Salvadorans took to the streets on Friday (27) and protested against the adoption of Bitcoin as a legal tender. Several workers, war veterans and retirees expressed concerns about the use of cryptocurrency.
The new law puts Bitcoin on a peg to the US dollar, a move that has been criticized by the International Monetary Fund (IMF).
Hundreds of protesters marched through the capital San Salvador to express their concerns about the use of the cryptocurrency. Protesters held up signs saying “Bukele, we don’t want bitcoin” and “No for money laundering”.
Salvadoran army and guerrilla veterans march in protest against Bitcoin.
Salvadoran army and guerrilla veterans march in protest against the economic measures adopted by the government in San Salvador on August 27, 2021. (Photo by MARVIN RECINOS / AFP)
Bitcoin in El Salvador
El Salvador’s lawmakers voted to adopt Bitcoin as their legal currency in June, with the law going into effect on 7 September.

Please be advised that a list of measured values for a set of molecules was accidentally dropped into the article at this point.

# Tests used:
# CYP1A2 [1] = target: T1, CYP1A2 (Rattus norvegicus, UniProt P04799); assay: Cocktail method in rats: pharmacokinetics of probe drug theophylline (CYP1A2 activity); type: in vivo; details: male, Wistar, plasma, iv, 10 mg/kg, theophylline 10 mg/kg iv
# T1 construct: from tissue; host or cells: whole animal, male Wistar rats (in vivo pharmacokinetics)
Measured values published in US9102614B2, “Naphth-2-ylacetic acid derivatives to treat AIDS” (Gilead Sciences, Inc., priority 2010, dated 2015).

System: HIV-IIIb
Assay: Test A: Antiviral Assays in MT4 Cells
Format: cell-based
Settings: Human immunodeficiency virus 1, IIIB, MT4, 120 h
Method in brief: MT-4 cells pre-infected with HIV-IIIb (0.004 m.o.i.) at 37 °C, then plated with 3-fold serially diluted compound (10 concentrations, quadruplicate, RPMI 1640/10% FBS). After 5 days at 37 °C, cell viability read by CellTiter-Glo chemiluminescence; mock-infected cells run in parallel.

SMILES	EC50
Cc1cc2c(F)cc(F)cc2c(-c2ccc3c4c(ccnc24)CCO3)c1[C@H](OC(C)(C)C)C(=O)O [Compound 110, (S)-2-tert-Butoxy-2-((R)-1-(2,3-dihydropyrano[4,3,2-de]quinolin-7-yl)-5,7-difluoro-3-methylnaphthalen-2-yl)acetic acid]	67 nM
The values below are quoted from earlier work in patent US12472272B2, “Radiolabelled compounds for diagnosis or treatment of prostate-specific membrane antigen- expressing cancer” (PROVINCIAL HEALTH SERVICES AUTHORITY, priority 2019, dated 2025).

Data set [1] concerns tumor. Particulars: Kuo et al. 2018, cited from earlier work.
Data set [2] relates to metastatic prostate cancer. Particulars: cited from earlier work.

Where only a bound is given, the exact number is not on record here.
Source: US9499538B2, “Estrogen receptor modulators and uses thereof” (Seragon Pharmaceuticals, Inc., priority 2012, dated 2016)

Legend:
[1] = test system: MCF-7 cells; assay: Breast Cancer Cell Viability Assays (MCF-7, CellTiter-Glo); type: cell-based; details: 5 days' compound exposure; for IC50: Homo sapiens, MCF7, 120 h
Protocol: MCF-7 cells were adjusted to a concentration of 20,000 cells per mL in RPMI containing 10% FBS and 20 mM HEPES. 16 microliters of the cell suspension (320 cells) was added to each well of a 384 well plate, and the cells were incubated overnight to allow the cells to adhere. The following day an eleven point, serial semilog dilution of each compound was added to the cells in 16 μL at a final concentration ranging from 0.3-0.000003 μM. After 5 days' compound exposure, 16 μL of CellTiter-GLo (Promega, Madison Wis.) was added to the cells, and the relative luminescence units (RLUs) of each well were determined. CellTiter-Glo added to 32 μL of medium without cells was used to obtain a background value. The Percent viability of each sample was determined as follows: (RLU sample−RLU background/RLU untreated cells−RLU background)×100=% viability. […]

El Salvador’s President Nayib Bukele praised the adoption of Bitcoin as a way to facilitate the payment of remittances from people living abroad.
However, the use of cryptocurrency as a currency has been criticized by the IMF for its volatility and lack of relationship with the real economy.
Stanley Quinteros, a member of the Supreme Court workers’ union, said they are concerned about the currency’s drastic volatility, with its value shifting “uncontrollably from one second to the next.”
“We know this currency fluctuates dramatically. Its value changes from one second to the next and we have no control over it”, Stanley Quinteros, a member of the Supreme Court workers’ union, told Reuters.
El Salvador’s neighboring countries are waiting to see the adoption of Bitcoin as a legal currency that can reduce the cost of remittances, an important source of income for millions.
Dante Mossi, the executive president of the Central American Bank for Economic Integration (CABEI), identified Guatemala, Honduras and El Salvador as the countries that would benefit most if adopting Bitcoin reduced the cost of sending remittances.
He added that if it goes well for El Salvador, other countries will likely seek its adoption as well.
Mossi dubbed the plan an “out-of-this-world experience” to increase financial inclusion in a region where people don’t have bank accounts or credit cards and depend on remittances from relatives living in the United States.